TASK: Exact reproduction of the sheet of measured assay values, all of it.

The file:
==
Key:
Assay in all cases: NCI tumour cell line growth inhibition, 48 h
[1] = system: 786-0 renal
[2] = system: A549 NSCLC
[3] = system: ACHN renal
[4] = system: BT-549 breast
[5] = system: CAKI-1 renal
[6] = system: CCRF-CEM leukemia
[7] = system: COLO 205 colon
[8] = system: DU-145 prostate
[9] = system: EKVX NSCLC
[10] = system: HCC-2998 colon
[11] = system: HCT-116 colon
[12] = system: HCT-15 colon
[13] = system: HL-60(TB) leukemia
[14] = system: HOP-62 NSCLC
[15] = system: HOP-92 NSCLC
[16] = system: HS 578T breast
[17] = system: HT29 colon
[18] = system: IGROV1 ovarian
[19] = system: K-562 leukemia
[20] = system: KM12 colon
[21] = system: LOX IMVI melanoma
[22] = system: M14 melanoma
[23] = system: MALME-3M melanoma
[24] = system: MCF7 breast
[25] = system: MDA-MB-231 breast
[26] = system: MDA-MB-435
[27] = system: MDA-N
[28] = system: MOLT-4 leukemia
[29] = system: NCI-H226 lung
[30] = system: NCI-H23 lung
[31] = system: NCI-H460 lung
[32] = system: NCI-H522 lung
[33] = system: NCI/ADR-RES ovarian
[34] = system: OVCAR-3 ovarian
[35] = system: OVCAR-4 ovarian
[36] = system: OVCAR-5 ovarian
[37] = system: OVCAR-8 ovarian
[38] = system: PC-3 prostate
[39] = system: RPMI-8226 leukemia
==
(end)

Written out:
Key:
Assay in all cases: NCI tumour cell line growth inhibition, 48 h
[1] = system: 786-0 renal
[2] = system: A549 NSCLC
[3] = system: ACHN renal
[4] = system: BT-549 breast
[5] = system: CAKI-1 renal
[6] = system: CCRF-CEM leukemia
[7] = system: COLO 205 colon
[8] = system: DU-145 prostate
[9] = system: EKVX NSCLC
[10] = system: HCC-2998 colon
[11] = system: HCT-116 colon
[12] = system: HCT-15 colon
[13] = system: HL-60(TB) leukemia
[14] = system: HOP-62 NSCLC
[15] = system: HOP-92 NSCLC
[16] = system: HS 578T breast
[17] = system: HT29 colon
[18] = system: IGROV1 ovarian
[19] = system: K-562 leukemia
[20] = system: KM12 colon
[21] = system: LOX IMVI melanoma
[22] = system: M14 melanoma
[23] = system: MALME-3M melanoma
[24] = system: MCF7 breast
[25] = system: MDA-MB-231 breast
[26] = system: MDA-MB-435
[27] = system: MDA-N
[28] = system: MOLT-4 leukemia
[29] = system: NCI-H226 lung
[30] = system: NCI-H23 lung
[31] = system: NCI-H460 lung
[32] = system: NCI-H522 lung
[33] = system: NCI/ADR-RES ovarian
[34] = system: OVCAR-3 ovarian
[35] = system: OVCAR-4 ovarian
[36] = system: OVCAR-5 ovarian
[37] = system: OVCAR-8 ovarian
[38] = system: PC-3 prostate
[39] = system: RPMI-8226 leukemia